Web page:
We have had the fortune of accompanying our hosts to Anibal's family farm about 3 hours south of Santiago. We have no idea what to expect at the farm, but are told they have a house and Anibal's two brothers will be there with their wives and one daughter the same age as Brodin. Driving south the Andes follow us and the top slowly becomes more snowcapped the further south we go. We travelled through wine country, peach country and orange country. The town nearest the farm is close to the epicentre of the 2010 earthquake and as many Chilean houses are made from mud, there are still many half crumbled houses around town. Eventually we turn down a dirt road and drive for several kilometers past small run down houses surrounded by dirt yards filled with chickens, many houses are semi-direlect with make-do repairs evident. We are wondering what our accommodations will be and our expectations are low. Finally we turn up a driveway, and emerging from the trees is the most beautiful farm house crafted from wood. The original mud farm house built by Anibal's father was destroyed in the earthquake and the new house was built by Aristo and Ariel.
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Under the trees, a makeshift "fonda" or tent has been made with a table and BBQ under it. DSCN4354.jpgThree large dogs greet us and then we met Anibal's family. Whilst his brothers both speak reasonable English, their partners speak very little and we have hilarious conversations in Spanglish over wine and pisco sours under the fonda. Anibal's neice, Sophia, attends a bilingual school and is keen to practice her English. After months of trying to teach our kids some Spanish, they are finally starting to learn and use it as they want to converse with their new amigo.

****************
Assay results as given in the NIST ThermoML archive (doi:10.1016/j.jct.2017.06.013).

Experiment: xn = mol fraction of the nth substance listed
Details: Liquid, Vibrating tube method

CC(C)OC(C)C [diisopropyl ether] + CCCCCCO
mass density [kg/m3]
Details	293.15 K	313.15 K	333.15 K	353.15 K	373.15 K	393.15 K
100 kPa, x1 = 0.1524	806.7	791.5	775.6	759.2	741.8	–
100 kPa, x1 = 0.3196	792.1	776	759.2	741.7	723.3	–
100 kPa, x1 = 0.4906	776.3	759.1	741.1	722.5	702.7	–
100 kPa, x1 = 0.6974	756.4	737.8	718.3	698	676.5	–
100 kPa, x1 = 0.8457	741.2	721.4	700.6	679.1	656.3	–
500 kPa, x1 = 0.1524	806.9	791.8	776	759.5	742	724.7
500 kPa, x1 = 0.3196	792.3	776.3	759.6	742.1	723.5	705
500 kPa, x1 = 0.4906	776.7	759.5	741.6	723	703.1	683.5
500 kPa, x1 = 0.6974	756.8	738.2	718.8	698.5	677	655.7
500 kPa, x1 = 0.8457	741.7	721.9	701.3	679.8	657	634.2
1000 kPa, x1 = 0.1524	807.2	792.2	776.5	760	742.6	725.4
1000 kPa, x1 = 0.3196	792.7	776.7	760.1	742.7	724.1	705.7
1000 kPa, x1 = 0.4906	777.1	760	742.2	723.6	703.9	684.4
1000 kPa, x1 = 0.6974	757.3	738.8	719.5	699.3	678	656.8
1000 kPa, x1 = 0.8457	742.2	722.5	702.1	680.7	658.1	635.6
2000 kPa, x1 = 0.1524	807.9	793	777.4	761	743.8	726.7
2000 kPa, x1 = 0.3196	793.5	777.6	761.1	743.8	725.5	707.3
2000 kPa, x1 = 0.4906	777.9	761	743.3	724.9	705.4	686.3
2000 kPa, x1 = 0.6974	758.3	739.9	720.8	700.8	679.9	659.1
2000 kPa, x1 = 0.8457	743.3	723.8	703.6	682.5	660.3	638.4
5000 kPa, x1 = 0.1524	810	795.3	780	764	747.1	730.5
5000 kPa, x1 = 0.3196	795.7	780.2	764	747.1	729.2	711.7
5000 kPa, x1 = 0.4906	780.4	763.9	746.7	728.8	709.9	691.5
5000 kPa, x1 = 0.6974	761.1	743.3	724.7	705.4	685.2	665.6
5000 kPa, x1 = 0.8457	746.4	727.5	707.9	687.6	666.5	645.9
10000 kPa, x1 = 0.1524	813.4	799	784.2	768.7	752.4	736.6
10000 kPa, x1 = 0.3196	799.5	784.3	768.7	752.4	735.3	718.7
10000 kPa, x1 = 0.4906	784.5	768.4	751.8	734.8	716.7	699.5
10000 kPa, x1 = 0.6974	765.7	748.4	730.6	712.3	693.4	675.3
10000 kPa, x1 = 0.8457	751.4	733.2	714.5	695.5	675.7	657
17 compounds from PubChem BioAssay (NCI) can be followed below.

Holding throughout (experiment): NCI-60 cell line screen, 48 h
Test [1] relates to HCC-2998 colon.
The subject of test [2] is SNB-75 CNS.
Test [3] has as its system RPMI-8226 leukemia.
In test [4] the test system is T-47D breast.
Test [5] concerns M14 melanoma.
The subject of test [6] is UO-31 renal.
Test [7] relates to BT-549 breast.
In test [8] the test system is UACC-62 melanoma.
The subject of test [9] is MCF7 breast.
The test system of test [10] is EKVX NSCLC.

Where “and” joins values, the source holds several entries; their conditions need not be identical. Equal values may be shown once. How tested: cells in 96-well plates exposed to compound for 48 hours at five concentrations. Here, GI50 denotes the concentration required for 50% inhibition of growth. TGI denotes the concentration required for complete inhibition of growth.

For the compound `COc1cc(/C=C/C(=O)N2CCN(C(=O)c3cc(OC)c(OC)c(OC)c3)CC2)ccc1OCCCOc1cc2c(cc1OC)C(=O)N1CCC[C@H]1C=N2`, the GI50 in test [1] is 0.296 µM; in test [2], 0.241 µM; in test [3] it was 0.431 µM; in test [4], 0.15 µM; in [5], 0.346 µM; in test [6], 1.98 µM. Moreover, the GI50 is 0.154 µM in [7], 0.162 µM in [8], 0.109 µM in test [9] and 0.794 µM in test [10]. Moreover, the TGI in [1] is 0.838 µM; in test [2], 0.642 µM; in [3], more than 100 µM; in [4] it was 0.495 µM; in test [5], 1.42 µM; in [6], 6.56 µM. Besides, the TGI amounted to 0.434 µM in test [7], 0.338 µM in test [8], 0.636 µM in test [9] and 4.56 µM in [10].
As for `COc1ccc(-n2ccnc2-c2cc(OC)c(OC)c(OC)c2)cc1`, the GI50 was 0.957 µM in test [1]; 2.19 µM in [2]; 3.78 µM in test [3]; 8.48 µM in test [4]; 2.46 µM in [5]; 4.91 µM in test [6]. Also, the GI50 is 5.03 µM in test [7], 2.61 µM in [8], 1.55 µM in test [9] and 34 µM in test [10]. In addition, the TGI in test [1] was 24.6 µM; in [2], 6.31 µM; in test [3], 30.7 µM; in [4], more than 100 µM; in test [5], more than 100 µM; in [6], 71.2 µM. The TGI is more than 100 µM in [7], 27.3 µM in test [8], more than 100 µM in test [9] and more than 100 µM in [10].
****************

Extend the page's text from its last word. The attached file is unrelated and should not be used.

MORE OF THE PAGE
Merrily and slightly intoxicated we go for a walking tour of the farm, only to have the dogs discover the pet piglet has escaped from his pen. A chase through the bush ensues with a squeeling, hysterical pig, followed by two dogs, followed by slightly intoxicated men, followed by three excited children, followed by their tipsy mothers! I swear it was a comedy show aching to be filmed. The pigs hysteria eventually increased and it was apparent the dogs had caught him. Aristo heroically entered the river and waded to the rescue but before he got there the squeeling ceased. When he returned he was dragging the dead, bloody piglet behind him. DSCN4378.jpgIt turns out my farming background has armed me with some useful knowledge as i was able to inform these fake Chilean farmers how to gut, de-hair, and hang the pig prior to it being skewered for the rotisserie for the following evenings dinner. DSCN4490.jpg
An evening of wine, conversations and much laughter took us through to the early hoursof the next morning. Never in our imaginings of our trip had we expected such fabulous hospitality and to experience family life so authentically.
Rachel.

We are in SOUTH AMERICA in Chile. I caught a frog at a farm. It jumped really fast but I just caught it and it's in a jar now. With water in it of course so the frog can swim and with two rocks so the frog can get out of the water and breathe.